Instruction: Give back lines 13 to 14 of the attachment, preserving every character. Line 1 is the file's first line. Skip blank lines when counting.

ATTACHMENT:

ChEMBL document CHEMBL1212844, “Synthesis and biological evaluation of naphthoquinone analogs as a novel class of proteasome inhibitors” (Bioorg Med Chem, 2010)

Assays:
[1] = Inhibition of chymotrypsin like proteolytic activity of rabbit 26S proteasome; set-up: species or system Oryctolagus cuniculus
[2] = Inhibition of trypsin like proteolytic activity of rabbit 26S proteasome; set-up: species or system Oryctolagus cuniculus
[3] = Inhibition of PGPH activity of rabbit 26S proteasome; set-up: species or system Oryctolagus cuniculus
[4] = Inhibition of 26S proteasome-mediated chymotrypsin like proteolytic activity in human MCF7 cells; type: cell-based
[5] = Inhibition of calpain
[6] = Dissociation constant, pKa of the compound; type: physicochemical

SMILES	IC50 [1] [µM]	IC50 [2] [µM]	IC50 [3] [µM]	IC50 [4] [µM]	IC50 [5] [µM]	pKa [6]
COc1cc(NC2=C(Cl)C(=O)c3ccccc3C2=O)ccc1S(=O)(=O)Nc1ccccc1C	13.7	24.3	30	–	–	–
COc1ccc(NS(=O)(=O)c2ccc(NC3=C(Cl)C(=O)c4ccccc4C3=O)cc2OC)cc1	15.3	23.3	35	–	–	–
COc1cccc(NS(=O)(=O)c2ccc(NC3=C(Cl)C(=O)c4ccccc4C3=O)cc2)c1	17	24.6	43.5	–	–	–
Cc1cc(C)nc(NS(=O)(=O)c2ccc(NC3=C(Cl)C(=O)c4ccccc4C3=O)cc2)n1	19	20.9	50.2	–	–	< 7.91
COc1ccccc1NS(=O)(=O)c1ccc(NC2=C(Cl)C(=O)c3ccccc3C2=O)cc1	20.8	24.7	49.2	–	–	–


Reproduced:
Cc1cc(C)nc(NS(=O)(=O)c2ccc(NC3=C(Cl)C(=O)c4ccccc4C3=O)cc2)n1	19	20.9	50.2	–	–	< 7.91
COc1ccccc1NS(=O)(=O)c1ccc(NC2=C(Cl)C(=O)c3ccccc3C2=O)cc1	20.8	24.7	49.2	–	–	–